Most non-profits realize the value of good online marketing and social media integration. The benefits are stupendous to an organization’s branding, mission, culture, and fundraising. Where many fall short is in the delivery. Many organizations skimp on budget allocated toward marketing and have volunteers with little or no experience running the online and social media marketing. The result is amateurish social media accounts that don’t reflect the integrity of the organization, and the brunt of the marketing is done by simple posts to the accounts. Ineffective logos, typos, and grammatical errors run rampant. A true online marketing plan handled by a professional starts with clean professionally designed social accounts, properly curated and meaningful content free of errors, and a percentage of social posts, website updates, and email blasts, all of which are tied into in-person grassroots events. The “results of this “cross-pollination” between online marketing and grassroots marketing is exponential.

Many non-profits struggle in allocating money to online marketing because of “bureaucratic creep”. Bureaucratic creep is the slow growth of bureaucracy, referring to how processes and systems tend to generate more and more rules and paperwork until that process itself takes up all of the time and no time is left to actually accomplish the goal. It comes from the verb ‘to creep’ meaning to move very slowly and quietly. This over-planning, over-analyzing behavior causes organizations to spend excessive lengths of time deliberating on the details and conceptualization of their websites and social media plans to their own detriment. Most non-profits are not rolling out “Steve Jobs like” technologies and software, therefore there is no need to go overboard with conceptualizing your online marketing. Get your ideas together, and let a professional handle the planning and execution. Lean on your internal team to contribute content and do what they do best in their natural positions, not to waste 3 months deliberating on the website setup.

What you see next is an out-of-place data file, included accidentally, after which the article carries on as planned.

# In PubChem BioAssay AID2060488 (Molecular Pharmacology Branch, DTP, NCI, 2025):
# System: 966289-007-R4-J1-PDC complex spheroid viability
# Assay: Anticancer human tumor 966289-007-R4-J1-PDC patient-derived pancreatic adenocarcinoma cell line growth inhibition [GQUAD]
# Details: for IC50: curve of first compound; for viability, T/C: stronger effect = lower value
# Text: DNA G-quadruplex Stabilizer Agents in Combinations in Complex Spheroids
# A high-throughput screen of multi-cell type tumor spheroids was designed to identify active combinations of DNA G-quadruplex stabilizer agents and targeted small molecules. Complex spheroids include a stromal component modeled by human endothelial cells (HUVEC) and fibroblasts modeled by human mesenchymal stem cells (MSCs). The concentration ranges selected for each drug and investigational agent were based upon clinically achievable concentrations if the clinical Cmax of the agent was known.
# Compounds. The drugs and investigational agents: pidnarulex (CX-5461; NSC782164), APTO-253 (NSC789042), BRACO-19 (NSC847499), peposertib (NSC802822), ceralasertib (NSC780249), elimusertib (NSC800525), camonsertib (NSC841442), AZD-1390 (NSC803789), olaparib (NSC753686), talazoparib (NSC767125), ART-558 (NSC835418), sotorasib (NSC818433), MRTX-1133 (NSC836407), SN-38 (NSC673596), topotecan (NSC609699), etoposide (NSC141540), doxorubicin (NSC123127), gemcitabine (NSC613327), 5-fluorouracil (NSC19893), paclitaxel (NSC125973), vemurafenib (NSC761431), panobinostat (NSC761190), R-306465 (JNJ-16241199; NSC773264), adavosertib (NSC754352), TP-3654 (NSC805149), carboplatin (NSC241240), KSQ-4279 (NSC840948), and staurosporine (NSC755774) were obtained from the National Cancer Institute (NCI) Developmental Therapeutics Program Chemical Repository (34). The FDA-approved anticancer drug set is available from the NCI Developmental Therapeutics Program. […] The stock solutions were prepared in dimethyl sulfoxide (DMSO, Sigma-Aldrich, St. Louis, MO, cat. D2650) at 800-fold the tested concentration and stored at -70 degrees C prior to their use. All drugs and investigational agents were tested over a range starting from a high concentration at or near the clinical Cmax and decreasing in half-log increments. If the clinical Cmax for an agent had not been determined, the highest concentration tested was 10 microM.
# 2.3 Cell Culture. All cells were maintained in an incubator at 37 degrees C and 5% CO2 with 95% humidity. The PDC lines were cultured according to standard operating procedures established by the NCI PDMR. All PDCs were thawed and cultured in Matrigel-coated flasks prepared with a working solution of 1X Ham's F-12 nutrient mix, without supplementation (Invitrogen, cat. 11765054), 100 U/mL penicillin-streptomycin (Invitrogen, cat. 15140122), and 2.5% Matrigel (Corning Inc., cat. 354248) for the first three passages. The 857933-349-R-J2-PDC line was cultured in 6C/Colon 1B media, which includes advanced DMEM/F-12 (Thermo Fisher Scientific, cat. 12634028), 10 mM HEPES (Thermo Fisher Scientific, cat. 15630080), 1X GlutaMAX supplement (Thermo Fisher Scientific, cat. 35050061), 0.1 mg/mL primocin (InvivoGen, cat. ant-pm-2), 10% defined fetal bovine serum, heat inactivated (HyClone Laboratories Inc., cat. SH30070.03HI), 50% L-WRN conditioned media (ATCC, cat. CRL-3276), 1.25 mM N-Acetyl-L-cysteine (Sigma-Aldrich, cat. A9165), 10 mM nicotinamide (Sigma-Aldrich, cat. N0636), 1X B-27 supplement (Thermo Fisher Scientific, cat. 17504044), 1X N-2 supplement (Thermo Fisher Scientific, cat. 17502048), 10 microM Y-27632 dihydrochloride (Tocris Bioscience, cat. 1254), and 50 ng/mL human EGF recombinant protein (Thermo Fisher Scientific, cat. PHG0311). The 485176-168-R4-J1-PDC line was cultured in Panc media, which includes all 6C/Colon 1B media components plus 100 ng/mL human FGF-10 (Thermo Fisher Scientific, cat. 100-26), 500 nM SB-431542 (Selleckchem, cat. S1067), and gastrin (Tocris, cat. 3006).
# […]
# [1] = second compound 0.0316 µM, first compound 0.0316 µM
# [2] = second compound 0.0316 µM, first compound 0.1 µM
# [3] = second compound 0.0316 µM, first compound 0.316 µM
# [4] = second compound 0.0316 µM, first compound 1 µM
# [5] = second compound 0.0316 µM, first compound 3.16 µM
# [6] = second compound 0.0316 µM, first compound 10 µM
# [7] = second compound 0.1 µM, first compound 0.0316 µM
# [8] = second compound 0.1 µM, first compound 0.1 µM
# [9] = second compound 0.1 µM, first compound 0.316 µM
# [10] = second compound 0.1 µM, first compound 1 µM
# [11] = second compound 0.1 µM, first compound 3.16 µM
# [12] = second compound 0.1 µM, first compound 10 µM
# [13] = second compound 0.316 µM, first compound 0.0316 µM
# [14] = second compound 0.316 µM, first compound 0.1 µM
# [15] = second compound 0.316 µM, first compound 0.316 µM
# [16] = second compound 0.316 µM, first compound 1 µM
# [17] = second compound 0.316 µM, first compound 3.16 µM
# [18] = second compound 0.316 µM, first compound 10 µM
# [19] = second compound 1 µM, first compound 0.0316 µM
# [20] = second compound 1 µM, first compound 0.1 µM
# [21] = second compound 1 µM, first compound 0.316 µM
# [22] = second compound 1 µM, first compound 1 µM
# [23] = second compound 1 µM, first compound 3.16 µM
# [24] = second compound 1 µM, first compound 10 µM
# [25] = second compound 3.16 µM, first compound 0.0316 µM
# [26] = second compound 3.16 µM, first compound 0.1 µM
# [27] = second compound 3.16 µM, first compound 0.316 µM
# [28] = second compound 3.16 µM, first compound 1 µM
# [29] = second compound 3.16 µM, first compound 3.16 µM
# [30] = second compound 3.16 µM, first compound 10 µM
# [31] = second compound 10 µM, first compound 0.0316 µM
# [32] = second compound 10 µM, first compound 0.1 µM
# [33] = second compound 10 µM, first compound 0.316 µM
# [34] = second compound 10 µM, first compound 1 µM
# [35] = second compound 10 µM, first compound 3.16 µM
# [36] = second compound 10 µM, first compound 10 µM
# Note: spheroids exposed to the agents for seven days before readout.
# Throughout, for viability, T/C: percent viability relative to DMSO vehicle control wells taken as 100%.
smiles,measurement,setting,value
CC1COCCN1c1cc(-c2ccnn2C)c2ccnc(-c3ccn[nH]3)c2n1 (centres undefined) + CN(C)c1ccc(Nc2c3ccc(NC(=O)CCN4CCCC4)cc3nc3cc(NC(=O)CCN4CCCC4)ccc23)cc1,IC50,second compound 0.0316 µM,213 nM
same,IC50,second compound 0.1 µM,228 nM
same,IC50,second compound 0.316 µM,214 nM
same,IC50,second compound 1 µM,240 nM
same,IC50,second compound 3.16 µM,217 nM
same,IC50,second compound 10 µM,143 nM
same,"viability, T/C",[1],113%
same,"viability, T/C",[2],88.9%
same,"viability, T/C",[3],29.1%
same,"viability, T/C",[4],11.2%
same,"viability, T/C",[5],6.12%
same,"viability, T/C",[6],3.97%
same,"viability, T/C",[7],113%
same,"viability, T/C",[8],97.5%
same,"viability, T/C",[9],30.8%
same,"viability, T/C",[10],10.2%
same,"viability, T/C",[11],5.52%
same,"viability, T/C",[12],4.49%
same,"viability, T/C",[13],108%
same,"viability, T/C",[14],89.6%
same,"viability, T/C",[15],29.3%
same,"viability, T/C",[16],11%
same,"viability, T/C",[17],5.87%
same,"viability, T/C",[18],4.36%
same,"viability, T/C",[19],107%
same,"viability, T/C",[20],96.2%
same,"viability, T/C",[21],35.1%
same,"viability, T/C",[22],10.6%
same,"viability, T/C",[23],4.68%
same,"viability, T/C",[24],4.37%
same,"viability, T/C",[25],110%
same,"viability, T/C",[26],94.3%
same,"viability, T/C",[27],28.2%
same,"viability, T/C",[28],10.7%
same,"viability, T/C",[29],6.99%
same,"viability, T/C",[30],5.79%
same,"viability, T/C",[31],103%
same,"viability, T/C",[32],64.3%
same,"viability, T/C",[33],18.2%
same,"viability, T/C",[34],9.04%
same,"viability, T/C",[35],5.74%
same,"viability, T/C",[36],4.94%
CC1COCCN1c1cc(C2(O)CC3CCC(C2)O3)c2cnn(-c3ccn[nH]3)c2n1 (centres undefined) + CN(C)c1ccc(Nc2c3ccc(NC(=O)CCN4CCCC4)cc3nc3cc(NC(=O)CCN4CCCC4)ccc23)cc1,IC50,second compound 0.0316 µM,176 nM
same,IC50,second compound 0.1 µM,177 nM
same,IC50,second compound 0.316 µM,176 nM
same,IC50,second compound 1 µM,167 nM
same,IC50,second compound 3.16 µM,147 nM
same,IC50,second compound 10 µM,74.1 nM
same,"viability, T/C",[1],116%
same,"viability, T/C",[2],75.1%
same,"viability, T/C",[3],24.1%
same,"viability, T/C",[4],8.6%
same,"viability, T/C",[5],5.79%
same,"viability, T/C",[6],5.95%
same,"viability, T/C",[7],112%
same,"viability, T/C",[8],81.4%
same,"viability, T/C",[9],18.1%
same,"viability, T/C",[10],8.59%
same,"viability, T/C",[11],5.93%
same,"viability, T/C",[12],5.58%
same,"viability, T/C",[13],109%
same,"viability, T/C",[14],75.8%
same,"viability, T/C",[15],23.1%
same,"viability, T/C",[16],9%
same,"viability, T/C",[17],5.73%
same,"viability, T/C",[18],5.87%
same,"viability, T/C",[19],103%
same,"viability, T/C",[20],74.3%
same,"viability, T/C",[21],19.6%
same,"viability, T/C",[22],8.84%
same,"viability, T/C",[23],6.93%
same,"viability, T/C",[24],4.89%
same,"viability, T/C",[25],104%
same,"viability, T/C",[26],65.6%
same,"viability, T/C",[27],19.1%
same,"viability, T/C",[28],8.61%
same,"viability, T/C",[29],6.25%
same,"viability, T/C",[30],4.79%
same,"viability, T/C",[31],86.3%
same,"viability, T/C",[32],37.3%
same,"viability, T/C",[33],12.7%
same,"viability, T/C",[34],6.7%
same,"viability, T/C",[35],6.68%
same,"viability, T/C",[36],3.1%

Some common mistakes non-profits make in their marketing:

  • They do not have social media accounts, they don’t list them on their website or leverage them properly.
  • On the opposite extreme they rely only on social media posts to drive their marketing, and do not use press releases, email marketing, or any of the other powerful marketing tools available today.
  • They don’t have a solid online brand identity: Brands are Psychology, Art, and Science brought together. Brands convey a uniform quality, credibility and experience. Brands are valuable. A brand is a nonprofit’s face to the world, and we maximize it by harnessing the power of social media and technology. It is the organization’s name, how it is visually expressed, and how it is extended through communications. A brand is also how the company is perceived by its customers including the associations and inherent value they place on it. It is a kind of promise. It is a set of fundamental principles as understood by anyone who comes into contact with it.
  • They do not leverage the power of web video.
  • Their site, and social accounts are not designed well. They are amateurish.
  • They are not employing “viral” marketing strategies in their affairs.